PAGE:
Google
What is Co-Managed Care for Veterans?

When a Zip Code Trumps Common Sense: Determining G.I. Bill Housing Benefits


In an odd and costly turn of events for veterans taking advantage of their Post-9/11 GI Bill, housing benefit determinations are being made based on the location of where the education institution processes the paperwork and not at the campus the veteran attends. With the rapid expansion of commuter and branch college campuses across country, more and more veterans are encountering this problem.

This problem is particularly prevalent among those veterans who attend one of the many state college and university systems. For efficiency’s sake, many of these institutions have a centralized system where veteran students’ paperwork is finalized and sent off. Now, these efficiencies, made to reduce costs across the university, are being used against the schools by penalizing their veteran students.

What the Veteran’s Affairs office does is formulated housing benefits based off the zip code from where the paperwork is mailed or electronically delivered, not the zip code of the campus the veteran attends. In a statewide system, this can add up quickly for the veteran.

Four congressional members, Senators Ron Wyden and Jeff Merkley and Representatives Greg Walden and Kurt Schrader, shot off a letter to the Veteran’s Administration asking them to change their policy regarding how housing costs are determined. No response has been made.

In Oregon, home of the four congressional members who wrote to the Veteran’s Administration, housing costs vary widely. Oregon Institute of Technology, referenced in the letter, is located in rural Klamath Falls. A quick check of city-data.com states that the average rental in Klamath Falls in 2009 cost $639. However, OIT has many branch campuses, including one in Wilsonville, a short distance from the metropolitan city of Portland. Wilsonville’s average rental in 2009 was $864, a $225 increase, almost 1/3 more than Klamath Falls.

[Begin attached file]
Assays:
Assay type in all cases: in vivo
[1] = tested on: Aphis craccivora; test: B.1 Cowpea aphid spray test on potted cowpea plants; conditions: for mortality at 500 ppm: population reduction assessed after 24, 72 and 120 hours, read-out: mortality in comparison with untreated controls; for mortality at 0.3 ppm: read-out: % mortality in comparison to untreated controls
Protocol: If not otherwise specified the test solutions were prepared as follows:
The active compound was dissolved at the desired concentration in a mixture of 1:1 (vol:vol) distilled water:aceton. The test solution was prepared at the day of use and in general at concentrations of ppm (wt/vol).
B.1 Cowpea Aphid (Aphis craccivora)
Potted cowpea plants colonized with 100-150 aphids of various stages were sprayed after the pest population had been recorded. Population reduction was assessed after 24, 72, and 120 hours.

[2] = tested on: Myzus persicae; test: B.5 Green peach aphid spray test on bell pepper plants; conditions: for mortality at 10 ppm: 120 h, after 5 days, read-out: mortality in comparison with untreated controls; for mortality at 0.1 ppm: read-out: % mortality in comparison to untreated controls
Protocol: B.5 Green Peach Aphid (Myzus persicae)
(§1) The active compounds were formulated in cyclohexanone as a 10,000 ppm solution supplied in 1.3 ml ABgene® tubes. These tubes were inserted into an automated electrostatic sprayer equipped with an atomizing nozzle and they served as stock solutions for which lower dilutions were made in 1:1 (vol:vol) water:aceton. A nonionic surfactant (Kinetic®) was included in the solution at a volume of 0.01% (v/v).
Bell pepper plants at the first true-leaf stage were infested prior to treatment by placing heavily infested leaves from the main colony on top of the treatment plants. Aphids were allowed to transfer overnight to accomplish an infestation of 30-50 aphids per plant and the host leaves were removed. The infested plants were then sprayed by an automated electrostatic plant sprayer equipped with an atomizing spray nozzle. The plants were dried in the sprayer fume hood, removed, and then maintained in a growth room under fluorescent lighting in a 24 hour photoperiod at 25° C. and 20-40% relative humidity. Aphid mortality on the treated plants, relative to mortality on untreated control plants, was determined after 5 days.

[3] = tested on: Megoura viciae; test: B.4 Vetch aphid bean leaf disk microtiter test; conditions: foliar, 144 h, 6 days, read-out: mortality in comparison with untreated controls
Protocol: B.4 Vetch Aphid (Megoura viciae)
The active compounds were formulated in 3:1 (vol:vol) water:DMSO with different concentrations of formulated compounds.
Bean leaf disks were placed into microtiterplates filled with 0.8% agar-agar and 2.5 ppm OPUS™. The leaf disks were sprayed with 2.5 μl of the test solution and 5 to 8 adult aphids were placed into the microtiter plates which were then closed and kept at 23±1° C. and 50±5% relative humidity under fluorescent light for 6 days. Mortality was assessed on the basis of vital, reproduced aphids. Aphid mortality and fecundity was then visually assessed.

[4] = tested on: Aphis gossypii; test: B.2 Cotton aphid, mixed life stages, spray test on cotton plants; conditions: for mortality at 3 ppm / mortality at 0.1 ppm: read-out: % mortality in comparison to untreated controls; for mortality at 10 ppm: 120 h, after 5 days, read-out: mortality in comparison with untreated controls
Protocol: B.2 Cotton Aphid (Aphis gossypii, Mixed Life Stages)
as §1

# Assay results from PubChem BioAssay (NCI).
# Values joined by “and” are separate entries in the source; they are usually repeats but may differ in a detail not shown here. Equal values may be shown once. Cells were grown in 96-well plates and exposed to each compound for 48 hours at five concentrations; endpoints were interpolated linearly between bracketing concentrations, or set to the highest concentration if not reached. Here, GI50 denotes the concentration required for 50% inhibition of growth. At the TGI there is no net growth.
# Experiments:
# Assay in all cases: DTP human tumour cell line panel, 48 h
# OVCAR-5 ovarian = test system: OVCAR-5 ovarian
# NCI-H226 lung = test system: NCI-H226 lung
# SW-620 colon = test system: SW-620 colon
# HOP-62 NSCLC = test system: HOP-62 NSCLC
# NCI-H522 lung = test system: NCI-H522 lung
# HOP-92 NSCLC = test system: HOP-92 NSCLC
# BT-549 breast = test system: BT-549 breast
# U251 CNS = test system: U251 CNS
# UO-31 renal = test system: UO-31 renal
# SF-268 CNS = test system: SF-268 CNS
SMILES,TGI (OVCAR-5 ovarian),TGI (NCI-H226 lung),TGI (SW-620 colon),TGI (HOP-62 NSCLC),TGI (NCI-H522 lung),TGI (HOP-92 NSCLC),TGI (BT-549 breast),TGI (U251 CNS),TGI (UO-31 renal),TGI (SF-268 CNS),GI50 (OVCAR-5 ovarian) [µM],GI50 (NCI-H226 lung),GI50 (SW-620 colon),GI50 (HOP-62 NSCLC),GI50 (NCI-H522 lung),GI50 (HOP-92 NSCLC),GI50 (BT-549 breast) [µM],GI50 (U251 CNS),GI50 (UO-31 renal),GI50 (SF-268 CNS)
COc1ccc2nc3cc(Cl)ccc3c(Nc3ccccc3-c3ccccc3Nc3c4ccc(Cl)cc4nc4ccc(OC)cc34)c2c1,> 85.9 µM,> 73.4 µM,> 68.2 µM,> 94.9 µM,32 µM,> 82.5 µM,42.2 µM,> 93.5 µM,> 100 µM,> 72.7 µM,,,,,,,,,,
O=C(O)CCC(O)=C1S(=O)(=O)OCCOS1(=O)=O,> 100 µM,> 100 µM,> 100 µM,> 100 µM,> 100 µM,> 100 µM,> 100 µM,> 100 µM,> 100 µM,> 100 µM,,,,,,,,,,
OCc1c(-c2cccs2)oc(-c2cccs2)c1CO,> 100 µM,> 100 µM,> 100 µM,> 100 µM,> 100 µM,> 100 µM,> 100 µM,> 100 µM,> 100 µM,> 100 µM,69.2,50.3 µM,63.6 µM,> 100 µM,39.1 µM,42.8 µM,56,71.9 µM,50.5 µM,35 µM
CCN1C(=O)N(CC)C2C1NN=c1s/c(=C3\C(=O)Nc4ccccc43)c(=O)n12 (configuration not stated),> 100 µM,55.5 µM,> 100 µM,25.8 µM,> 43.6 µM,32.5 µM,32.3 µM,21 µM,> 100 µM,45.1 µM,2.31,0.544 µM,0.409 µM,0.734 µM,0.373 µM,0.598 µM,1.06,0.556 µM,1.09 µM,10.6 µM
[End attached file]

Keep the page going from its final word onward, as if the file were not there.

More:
Now imagine a service member coming back home to live in Miami, taking courses from a branch campus of university upstate. You have the possibility of not just $225 but several hundred dollars more in housing benefit differences each month.

On the flip side of the coin, some veterans are being overpaid. Similar to the scenario above, an upstate Florida veteran student may be taking courses at a branch campus of a university based in Miami. In this case, housing is based on Miami prices, where the paperwork is processed, rather than at the less expensive zip code where the veteran actually lives and attends school.

Even Senator Ron Wyden, a 31-year veteran of congressional office, admits that the housing benefits formulation process “seems odd even by Washington, D.C. standards.”

Compound this with the 2012 change in housing benefits not being paid when school is on break, and you have the makings of some serious financial conflicts for our veterans. Veterans should not be placed in the position of choosing between a second job, maintaining a good grade point average, or substandard housing while they go to school. Contact your state’s congressional members and urge them to contact the Veteran’s Administration in order to rectify this discrepancy.

Share This